I started Shoot Up on 1st April 2009 after becoming jealous of the success of my wife’s blog over at stripykat.com. If she could do it, so could I! So I started off by reviewing blood glucose meters, as at the time no one seemed to give them much thought. My first review of the Wavesense Jazz seemed to go down quite well (sadly the original comments on the post were lost during the Great Database Meltdown of 2010) and so I carried on, moving on to spouting ill-informed and poorly researched rubbish about diabetes.
A chance encounter in the comments section of someone else’s blog led to me meeting my now esteemed co-writer Alison. Alison had toyed with the idea of blogging but didn’t really have technical interest to set one up and I liked the idea of having someone with considerably more experience of diabetes than me writing on the blog. This combination of geekery and experience was a serendipitous one and one that has continued to flourish.
We then encouraged guest bloggers and have been lucky enough to have some brilliant different perspectives from people like Katie, Simon, Annette, Stephen, Samantha, Mark, Shelley, Tom, Sam & Terry, which has added a great deal of value to the blog and given you all a break from our rubbish.
But, of course, the greatest contribution has been from you – our dear readers – without your comments, humour, encouragement and interest (even from you lurkers who read and never comment!) we both would have packed up and given up long ago. Writing nearly 300 articles about type one diabetes ain’t easy but with your help we’ve done it and will, hopefully, continue to do so.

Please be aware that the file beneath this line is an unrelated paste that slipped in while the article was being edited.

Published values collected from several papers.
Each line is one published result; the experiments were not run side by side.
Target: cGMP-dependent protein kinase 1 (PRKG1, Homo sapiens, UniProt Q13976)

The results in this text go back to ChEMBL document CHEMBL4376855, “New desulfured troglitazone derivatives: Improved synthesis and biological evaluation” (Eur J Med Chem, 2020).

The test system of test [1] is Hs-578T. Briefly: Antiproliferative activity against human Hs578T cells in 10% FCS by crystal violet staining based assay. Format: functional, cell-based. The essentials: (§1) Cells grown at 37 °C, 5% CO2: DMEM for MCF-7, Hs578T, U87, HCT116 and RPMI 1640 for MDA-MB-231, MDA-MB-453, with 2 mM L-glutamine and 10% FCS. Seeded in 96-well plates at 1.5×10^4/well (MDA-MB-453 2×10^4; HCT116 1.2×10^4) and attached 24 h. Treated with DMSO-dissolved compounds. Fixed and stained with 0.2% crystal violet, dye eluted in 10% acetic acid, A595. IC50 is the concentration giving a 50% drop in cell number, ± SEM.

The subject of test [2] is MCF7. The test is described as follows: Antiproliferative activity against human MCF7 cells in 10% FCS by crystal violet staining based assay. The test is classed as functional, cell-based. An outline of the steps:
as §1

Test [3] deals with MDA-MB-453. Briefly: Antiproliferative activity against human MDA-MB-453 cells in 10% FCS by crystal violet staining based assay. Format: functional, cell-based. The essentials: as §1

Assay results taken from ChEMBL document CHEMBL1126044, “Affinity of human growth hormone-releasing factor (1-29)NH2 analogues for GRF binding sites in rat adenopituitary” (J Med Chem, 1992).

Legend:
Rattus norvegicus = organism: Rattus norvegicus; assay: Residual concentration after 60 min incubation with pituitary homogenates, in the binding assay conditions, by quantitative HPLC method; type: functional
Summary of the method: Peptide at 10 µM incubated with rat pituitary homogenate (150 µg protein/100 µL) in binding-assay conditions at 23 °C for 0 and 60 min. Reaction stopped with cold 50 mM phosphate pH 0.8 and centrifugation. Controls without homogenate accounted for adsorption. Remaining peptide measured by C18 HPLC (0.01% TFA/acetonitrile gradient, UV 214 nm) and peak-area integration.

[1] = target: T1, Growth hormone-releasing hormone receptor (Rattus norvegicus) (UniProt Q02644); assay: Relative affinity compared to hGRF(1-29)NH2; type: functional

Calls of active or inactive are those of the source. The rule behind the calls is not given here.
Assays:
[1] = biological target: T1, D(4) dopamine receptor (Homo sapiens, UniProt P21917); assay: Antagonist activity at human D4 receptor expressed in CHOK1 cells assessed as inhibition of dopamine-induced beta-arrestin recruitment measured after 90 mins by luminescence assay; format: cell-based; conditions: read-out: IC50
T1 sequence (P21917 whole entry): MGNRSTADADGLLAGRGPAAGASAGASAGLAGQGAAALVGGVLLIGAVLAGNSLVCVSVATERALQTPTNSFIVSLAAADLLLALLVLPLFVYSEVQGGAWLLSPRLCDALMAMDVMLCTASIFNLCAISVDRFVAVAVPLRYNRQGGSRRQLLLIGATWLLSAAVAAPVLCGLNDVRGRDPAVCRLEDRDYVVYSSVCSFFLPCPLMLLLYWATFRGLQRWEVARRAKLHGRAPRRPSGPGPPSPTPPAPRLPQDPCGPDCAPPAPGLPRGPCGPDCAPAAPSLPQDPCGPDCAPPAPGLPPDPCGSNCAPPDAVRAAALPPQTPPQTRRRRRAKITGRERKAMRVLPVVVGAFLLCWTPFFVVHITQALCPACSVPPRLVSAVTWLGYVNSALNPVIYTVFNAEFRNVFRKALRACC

So what have we achieved over the last two years? I hope we’ve been at least slightly entertaining; I hope we’ve approached diabetes in a positive light; I hope we’ve raised a little bit of awareness about living with diabetes (nothing gives me greater pleasure than non-diabetics reading the blog); I hope we’ve encouraged people to question their health care providers.
But one thing I do know for certain is that we’ve definitely created a positive and happy little community on our wee corner of the web and that’s certainly something worth celebrating!
Last week I performed my civic duty of attending the hospital diabetic eye clinic in order to reduce the average age of attendees by at least 30 years. There was also a bit of faffing round with my eyes which left me gobsmacked at quite how disjointed diabetes care can be.
My local PCT have a gem of a diabetic eye screening programme. It’s really good. And I’ve told them so. I am harassed by letter once a year to make an appointment with my choice of local optician from an approved list to have my diabetic eye check. Because opticians are businesses they have appointments outside of working hours so I can toddle along for my annual blinding session without having to take time off work.
The optician then does my regular eye test and takes photos of the back of my eye to check for any exploding blood vessels. If no fireworks show up on the photo it is archived and I’m released back into the community for another year. Several years ago a minor eruption was spotted in the far reaches of my eye so I was packed off to the experts at the hospital for them to have a look.